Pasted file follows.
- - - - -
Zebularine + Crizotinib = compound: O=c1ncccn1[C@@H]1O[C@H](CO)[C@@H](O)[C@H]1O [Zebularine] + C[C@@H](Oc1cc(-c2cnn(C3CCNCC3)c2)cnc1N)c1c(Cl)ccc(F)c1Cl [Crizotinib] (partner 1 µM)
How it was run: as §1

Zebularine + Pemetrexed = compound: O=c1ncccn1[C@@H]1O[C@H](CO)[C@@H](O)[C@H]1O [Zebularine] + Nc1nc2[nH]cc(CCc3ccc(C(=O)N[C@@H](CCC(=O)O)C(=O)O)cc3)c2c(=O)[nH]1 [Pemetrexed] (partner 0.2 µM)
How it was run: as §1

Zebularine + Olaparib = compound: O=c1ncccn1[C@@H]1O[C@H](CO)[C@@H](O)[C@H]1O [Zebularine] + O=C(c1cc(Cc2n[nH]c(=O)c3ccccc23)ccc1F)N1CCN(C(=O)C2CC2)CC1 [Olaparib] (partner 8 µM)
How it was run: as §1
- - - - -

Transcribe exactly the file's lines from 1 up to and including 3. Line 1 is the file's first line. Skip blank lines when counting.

Zebularine + Crizotinib = compound: O=c1ncccn1[C@@H]1O[C@H](CO)[C@@H](O)[C@H]1O [Zebularine] + C[C@@H](Oc1cc(-c2cnn(C3CCNCC3)c2)cnc1N)c1c(Cl)ccc(F)c1Cl [Crizotinib] (partner 1 µM)
How it was run: as §1

Zebularine + Pemetrexed = compound: O=c1ncccn1[C@@H]1O[C@H](CO)[C@@H](O)[C@H]1O [Zebularine] + Nc1nc2[nH]cc(CCc3ccc(C(=O)N[C@@H](CCC(=O)O)C(=O)O)cc3)c2c(=O)[nH]1 [Pemetrexed] (partner 0.2 µM)